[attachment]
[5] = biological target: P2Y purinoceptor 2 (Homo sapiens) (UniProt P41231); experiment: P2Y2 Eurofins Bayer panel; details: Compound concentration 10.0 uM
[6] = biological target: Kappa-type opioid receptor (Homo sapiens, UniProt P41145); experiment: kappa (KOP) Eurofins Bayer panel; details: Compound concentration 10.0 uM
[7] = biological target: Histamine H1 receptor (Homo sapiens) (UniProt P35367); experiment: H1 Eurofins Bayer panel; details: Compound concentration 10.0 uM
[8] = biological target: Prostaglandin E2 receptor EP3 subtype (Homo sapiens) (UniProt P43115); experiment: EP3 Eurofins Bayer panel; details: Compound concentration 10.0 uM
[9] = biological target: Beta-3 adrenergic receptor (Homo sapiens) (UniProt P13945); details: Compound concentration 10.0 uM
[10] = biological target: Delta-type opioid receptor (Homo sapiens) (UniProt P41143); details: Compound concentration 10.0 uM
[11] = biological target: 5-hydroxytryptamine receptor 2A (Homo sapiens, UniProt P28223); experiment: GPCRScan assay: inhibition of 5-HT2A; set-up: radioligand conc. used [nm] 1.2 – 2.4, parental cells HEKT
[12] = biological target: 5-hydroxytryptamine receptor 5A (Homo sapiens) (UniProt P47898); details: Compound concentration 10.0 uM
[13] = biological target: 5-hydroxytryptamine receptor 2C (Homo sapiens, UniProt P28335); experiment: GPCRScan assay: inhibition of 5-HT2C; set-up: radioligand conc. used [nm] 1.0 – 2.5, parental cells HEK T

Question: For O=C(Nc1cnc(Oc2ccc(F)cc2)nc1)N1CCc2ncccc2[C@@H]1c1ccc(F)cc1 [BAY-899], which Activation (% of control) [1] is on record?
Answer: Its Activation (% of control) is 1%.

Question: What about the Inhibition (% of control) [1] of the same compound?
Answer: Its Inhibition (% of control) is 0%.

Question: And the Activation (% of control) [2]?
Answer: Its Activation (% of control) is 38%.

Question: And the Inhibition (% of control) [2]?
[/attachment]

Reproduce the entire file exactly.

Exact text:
[5] = biological target: P2Y purinoceptor 2 (Homo sapiens) (UniProt P41231); experiment: P2Y2 Eurofins Bayer panel; details: Compound concentration 10.0 uM
[6] = biological target: Kappa-type opioid receptor (Homo sapiens, UniProt P41145); experiment: kappa (KOP) Eurofins Bayer panel; details: Compound concentration 10.0 uM
[7] = biological target: Histamine H1 receptor (Homo sapiens) (UniProt P35367); experiment: H1 Eurofins Bayer panel; details: Compound concentration 10.0 uM
[8] = biological target: Prostaglandin E2 receptor EP3 subtype (Homo sapiens) (UniProt P43115); experiment: EP3 Eurofins Bayer panel; details: Compound concentration 10.0 uM
[9] = biological target: Beta-3 adrenergic receptor (Homo sapiens) (UniProt P13945); details: Compound concentration 10.0 uM
[10] = biological target: Delta-type opioid receptor (Homo sapiens) (UniProt P41143); details: Compound concentration 10.0 uM
[11] = biological target: 5-hydroxytryptamine receptor 2A (Homo sapiens, UniProt P28223); experiment: GPCRScan assay: inhibition of 5-HT2A; set-up: radioligand conc. used [nm] 1.2 – 2.4, parental cells HEKT
[12] = biological target: 5-hydroxytryptamine receptor 5A (Homo sapiens) (UniProt P47898); details: Compound concentration 10.0 uM
[13] = biological target: 5-hydroxytryptamine receptor 2C (Homo sapiens, UniProt P28335); experiment: GPCRScan assay: inhibition of 5-HT2C; set-up: radioligand conc. used [nm] 1.0 – 2.5, parental cells HEK T

Question: For O=C(Nc1cnc(Oc2ccc(F)cc2)nc1)N1CCc2ncccc2[C@@H]1c1ccc(F)cc1 [BAY-899], which Activation (% of control) [1] is on record?
Answer: Its Activation (% of control) is 1%.

Question: What about the Inhibition (% of control) [1] of the same compound?
Answer: Its Inhibition (% of control) is 0%.

Question: And the Activation (% of control) [2]?
Answer: Its Activation (% of control) is 38%.

Question: And the Inhibition (% of control) [2]?